• (How are you?) ‘I’m okay’ (A non-committal response. NB: A Jamaican reply would be Mi de ya ‘I’m here’)

Finally, de can combine with a verb in progressive aspect.

  • Mi de a iit
  • ‘I am in the act of (process of) eating’

The verb ‘de’ and the pro-adverb ‘de’ can both appear in the same sentence.

  • Mi muma hous de rait oova di rood-> Mi muma hous de rait oova de
  • ‘My mother’s house is right across the road’ -> ‘My mother’s house is right over there’
  • Mi muma hous de rait de (rait de-so)
  • ‘My mother’s house is right there
  • Mi muma hous de de
  • ‘My mother’s house is there

Note: It is not accurate to say that de de  (as in the last example above) is a more intense version of de. In this example, de de is a combination of the verb followed by the adverb.

On occasion, however, some speakers might create sentences such as, “i de-de de” as a joke (or word play). The intent is usually to poke fun at the language but it may also be interpreted as an intensifier. In this case, they have doubled the verb de-de.

LECTURE / The last, last Berbice Dutch speaker

On 20 June, Professor Ian Robertson gave a fascinating lecture at the National Library on Berbice Dutch, a language he discovered in the 1970s along the Berbice River (pictured above, image credit Jamaican Languages Unit / caribbeanlanguages.org.jm).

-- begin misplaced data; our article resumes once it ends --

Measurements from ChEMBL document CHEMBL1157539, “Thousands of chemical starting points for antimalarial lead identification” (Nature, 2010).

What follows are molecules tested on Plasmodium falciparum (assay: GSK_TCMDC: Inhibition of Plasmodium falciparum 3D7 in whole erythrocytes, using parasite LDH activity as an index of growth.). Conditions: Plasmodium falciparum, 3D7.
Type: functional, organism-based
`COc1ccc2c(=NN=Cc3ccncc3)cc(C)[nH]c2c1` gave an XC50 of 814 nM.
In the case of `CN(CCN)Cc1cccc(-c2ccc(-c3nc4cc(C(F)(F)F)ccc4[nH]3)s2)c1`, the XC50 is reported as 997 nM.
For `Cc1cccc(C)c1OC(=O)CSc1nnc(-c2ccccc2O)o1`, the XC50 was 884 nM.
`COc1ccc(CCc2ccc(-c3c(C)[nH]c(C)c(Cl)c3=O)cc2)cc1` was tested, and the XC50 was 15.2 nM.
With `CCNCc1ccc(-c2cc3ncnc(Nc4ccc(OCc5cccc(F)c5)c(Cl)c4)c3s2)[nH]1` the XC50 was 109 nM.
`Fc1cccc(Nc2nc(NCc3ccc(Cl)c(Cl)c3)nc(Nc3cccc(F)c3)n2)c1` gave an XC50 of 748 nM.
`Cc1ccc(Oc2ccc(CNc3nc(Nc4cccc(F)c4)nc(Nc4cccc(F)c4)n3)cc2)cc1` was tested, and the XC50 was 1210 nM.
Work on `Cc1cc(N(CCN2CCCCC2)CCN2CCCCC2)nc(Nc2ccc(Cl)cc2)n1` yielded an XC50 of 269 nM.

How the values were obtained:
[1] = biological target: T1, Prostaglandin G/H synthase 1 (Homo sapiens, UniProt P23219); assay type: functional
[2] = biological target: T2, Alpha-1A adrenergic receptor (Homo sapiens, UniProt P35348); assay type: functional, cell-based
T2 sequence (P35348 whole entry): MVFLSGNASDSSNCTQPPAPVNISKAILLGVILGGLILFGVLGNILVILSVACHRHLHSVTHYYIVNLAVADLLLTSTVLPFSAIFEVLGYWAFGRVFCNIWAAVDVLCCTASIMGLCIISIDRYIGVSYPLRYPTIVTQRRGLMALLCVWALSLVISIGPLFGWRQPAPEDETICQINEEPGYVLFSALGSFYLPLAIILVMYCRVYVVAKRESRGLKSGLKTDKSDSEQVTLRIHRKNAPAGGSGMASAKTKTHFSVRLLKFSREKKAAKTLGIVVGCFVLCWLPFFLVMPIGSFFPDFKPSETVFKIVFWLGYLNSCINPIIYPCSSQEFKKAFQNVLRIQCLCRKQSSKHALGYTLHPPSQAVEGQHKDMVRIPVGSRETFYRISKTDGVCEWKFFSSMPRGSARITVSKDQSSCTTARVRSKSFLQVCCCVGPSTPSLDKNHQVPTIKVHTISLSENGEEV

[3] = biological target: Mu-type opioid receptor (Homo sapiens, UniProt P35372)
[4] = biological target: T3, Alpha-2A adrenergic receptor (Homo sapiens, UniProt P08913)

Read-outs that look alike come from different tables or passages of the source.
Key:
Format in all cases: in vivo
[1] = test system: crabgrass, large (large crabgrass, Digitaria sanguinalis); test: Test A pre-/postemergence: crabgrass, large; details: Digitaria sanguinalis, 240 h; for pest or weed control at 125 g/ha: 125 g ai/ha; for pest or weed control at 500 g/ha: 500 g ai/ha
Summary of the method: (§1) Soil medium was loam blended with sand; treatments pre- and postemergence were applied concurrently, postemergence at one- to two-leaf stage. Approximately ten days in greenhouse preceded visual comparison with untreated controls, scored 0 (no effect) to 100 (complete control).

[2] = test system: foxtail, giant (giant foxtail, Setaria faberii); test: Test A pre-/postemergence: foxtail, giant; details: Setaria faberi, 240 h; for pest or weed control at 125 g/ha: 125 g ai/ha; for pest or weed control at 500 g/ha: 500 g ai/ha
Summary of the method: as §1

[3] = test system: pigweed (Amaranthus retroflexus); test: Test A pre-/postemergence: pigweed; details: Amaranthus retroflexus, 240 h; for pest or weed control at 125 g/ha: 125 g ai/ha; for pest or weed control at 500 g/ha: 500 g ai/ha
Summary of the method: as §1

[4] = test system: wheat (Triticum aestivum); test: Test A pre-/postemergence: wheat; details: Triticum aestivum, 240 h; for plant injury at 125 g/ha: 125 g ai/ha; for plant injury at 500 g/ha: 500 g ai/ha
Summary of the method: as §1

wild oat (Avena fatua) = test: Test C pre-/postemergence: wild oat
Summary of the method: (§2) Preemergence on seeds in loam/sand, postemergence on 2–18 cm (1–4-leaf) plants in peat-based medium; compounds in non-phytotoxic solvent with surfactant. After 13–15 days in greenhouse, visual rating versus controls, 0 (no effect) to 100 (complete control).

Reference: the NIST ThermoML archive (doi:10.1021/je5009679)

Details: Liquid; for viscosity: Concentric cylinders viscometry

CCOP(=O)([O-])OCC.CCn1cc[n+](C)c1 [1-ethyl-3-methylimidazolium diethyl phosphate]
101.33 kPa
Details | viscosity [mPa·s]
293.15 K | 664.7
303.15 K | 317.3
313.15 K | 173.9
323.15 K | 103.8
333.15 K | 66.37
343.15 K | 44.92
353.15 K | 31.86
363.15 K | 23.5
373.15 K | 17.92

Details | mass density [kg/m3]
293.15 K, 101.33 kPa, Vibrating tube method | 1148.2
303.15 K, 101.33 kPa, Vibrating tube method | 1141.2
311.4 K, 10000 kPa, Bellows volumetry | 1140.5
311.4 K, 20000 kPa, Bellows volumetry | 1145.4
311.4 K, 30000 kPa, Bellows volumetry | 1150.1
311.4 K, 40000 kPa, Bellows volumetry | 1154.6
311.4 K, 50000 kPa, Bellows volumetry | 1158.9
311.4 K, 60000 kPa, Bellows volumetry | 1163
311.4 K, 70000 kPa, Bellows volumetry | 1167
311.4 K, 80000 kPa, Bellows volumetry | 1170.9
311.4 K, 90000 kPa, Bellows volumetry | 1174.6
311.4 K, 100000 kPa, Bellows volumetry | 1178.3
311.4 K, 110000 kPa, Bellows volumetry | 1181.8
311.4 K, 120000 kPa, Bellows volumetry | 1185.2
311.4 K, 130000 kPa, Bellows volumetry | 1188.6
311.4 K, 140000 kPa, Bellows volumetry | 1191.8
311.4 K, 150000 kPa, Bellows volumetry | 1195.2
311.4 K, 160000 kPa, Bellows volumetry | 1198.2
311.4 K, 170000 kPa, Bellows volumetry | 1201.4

In ‘The Discovery of Guyana Dutch Creole’, the former dean of the Faculty of Humanities & Education at UWI St. Augustine – and a member of the Informal Working Group for Language Policy at the University of Guyana – took the audience on a journey through history and language.

Lit At Twilight invite

Professor Robertson explained that at least two Creole languages with a largely Dutch-derived lexicon developed in Guyana during the period of Dutch control. One of these languages, Skepi Dutch (Iskepie referring to Essequibo), was already extinct by the time he started his research.

We learned about the last-known speaker of Berbice Dutch Creole, Bertha Bell (pictured below)… who turned out not to be the last. And then the last, last speaker, Princess Sauers, who was born at Dubulay on the Berbice river – the same spot where Abraham van Peere, the leader of the Dutch settlers in 1627, established his plantation, Peereboom. Princess Sauers sadly passed away in March 2015 – just one month shy of her 99th birthday.